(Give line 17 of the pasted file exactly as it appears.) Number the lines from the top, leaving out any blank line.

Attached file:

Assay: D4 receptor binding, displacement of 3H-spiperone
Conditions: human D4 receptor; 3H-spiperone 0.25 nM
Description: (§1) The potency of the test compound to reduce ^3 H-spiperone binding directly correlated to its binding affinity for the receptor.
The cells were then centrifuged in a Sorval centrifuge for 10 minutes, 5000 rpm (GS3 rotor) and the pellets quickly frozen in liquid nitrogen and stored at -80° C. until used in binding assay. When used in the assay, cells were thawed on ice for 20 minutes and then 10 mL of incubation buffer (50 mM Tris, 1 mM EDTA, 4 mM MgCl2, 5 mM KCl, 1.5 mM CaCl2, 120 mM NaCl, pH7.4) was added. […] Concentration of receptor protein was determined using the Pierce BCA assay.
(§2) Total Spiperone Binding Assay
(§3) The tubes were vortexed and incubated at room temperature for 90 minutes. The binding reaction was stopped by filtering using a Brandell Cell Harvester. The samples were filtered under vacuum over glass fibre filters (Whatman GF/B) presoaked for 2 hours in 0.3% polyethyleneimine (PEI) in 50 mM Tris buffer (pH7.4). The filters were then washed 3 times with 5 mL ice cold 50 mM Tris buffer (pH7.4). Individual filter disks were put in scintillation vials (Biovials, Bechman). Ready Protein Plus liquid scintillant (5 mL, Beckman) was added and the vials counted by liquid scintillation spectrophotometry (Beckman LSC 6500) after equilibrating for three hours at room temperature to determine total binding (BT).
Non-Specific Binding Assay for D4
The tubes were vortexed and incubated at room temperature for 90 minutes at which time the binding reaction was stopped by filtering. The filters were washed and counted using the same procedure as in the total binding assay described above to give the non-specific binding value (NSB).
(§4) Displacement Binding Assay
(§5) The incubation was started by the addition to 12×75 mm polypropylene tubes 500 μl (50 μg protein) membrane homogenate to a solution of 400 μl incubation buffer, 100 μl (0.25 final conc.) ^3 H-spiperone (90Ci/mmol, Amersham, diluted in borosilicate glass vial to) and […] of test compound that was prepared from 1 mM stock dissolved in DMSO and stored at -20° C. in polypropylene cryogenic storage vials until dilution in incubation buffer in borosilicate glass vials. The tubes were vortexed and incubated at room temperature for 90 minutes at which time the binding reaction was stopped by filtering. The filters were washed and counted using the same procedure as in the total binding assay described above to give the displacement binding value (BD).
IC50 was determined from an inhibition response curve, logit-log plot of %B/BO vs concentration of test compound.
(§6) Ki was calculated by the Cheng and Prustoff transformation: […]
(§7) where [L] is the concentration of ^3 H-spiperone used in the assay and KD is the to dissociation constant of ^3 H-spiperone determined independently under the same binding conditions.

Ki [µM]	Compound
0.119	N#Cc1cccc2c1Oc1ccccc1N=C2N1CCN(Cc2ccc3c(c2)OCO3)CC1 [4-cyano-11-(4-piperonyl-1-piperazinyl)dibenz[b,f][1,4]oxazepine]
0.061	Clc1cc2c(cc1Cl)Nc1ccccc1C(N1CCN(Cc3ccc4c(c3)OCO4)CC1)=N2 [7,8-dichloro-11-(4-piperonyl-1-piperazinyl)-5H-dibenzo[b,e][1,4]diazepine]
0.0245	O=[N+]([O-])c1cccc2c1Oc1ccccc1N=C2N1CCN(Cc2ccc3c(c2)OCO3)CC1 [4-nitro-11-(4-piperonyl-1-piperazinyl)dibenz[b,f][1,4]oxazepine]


0.0245	O=[N+]([O-])c1cccc2c1Oc1ccccc1N=C2N1CCN(Cc2ccc3c(c2)OCO3)CC1 [4-nitro-11-(4-piperonyl-1-piperazinyl)dibenz[b,f][1,4]oxazepine]